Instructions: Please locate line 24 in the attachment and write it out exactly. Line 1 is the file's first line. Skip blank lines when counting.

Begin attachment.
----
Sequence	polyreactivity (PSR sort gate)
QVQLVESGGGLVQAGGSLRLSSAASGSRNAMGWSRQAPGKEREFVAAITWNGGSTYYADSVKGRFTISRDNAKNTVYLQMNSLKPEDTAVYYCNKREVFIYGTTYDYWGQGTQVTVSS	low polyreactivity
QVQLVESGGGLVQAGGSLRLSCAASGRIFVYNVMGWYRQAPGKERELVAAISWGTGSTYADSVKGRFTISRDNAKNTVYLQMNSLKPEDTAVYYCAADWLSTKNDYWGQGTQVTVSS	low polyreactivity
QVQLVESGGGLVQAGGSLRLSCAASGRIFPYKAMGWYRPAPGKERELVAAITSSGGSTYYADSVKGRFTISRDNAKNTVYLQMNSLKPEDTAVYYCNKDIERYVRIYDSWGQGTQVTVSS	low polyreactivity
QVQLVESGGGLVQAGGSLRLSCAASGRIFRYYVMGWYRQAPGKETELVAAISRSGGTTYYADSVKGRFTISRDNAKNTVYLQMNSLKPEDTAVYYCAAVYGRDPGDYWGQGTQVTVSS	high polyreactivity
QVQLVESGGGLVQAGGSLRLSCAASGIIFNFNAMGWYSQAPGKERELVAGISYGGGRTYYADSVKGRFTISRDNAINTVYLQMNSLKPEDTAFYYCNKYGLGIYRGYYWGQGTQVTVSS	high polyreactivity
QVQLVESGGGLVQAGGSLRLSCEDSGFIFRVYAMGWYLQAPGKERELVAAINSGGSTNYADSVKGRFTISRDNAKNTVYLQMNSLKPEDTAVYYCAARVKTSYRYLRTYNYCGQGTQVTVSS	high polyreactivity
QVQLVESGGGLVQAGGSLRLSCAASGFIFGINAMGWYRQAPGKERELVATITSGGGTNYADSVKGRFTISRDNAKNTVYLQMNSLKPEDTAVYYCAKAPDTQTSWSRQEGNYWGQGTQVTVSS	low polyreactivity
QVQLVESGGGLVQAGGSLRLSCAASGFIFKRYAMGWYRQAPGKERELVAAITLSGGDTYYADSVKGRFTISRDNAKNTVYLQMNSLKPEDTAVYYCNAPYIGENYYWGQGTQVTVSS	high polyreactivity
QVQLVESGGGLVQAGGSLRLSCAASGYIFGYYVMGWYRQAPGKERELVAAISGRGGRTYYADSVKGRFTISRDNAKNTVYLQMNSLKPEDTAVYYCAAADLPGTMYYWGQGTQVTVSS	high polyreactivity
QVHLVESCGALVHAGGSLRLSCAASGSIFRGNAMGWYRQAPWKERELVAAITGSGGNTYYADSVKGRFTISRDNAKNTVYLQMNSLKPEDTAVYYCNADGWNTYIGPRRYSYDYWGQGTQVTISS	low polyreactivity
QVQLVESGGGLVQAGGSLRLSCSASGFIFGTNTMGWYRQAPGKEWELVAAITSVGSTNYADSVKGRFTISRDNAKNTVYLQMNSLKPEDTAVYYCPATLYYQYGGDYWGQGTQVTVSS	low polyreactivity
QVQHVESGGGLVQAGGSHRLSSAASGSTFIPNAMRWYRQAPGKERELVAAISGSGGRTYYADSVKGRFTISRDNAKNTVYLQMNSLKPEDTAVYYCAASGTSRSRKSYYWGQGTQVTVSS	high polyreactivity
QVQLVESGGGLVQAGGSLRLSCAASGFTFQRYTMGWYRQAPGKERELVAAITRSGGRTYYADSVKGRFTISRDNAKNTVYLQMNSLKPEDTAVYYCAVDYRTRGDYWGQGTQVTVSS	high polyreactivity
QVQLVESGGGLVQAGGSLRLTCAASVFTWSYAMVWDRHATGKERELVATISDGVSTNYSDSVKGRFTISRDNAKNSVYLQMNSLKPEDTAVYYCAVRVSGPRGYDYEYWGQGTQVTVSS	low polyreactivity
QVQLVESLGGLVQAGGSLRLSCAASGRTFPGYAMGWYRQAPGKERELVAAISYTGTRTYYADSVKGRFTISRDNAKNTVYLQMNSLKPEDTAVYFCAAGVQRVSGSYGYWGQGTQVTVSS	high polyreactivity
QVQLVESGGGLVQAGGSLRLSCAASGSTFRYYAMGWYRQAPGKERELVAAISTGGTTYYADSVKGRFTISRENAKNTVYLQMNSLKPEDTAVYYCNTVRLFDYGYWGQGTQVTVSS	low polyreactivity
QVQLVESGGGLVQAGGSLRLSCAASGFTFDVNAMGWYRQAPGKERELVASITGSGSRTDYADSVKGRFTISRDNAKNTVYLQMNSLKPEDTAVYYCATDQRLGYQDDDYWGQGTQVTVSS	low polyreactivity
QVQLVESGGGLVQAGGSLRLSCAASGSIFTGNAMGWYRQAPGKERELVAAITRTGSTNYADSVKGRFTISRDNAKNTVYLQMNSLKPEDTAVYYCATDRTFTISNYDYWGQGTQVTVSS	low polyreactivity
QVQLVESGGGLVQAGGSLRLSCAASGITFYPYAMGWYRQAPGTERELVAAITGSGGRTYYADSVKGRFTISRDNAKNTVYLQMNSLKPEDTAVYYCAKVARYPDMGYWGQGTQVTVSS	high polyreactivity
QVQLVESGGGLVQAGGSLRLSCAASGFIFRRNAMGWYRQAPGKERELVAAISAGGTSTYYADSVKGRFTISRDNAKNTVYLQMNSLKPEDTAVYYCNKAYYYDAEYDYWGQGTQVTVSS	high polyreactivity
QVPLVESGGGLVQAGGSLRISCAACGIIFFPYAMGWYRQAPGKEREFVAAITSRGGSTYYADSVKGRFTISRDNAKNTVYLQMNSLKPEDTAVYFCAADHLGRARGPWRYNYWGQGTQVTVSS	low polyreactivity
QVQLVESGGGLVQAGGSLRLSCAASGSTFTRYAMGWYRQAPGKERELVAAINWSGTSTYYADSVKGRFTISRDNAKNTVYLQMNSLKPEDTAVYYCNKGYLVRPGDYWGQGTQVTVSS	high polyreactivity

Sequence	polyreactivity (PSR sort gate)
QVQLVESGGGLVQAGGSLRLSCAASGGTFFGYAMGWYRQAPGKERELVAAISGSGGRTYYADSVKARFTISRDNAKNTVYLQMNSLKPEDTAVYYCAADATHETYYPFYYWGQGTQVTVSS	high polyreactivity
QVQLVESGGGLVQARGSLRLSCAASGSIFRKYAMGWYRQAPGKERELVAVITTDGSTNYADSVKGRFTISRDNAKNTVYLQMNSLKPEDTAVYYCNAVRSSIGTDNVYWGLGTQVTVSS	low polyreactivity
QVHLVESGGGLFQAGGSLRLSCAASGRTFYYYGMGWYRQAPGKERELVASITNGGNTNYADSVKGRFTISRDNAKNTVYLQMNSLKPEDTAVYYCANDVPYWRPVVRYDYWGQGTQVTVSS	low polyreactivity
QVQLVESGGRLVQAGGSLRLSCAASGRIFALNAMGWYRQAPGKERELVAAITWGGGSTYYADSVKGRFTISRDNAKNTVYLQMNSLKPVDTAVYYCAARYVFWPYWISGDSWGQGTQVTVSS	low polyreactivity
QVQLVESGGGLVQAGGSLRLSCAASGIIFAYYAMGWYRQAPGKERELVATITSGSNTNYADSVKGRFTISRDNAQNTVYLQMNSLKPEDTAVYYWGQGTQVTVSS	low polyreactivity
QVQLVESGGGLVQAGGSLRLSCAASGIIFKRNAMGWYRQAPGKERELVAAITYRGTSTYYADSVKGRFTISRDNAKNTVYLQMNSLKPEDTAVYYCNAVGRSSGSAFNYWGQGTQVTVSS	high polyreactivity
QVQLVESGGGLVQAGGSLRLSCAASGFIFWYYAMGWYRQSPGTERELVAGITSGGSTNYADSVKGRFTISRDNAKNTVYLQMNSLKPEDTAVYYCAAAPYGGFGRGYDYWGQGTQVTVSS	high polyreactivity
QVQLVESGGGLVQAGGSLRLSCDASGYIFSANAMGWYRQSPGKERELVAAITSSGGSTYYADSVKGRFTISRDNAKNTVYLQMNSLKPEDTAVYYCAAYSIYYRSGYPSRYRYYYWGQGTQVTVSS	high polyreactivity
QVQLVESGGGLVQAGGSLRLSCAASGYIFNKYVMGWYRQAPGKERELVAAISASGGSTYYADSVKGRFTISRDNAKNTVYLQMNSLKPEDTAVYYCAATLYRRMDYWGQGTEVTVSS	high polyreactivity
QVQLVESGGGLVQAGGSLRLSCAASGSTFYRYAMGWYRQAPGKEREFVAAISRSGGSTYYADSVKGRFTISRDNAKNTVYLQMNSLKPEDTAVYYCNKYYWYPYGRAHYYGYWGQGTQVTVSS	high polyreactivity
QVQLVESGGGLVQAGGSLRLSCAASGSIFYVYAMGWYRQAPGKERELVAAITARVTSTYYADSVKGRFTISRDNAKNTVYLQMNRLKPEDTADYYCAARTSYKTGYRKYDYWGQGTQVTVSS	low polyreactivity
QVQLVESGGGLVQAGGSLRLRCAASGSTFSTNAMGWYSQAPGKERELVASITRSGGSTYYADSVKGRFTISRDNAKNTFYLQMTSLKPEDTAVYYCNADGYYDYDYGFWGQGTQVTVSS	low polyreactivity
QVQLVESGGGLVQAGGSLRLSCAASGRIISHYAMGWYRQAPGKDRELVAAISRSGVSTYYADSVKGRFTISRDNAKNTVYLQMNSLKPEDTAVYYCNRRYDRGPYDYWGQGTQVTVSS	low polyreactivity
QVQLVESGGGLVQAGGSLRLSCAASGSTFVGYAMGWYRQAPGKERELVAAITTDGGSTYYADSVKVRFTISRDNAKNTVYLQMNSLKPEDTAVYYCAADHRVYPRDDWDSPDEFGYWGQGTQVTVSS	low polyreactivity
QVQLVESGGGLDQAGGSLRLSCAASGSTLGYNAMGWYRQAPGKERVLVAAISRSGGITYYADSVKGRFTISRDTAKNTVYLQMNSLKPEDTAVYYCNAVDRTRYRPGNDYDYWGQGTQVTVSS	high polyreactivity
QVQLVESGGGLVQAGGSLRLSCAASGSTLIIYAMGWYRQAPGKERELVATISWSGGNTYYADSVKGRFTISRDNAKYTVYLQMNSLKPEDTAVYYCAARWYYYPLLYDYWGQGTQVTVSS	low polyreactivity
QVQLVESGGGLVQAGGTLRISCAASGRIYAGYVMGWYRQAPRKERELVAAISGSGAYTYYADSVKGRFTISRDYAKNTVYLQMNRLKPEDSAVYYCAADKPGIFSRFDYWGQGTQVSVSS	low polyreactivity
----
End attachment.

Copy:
Sequence	polyreactivity (PSR sort gate)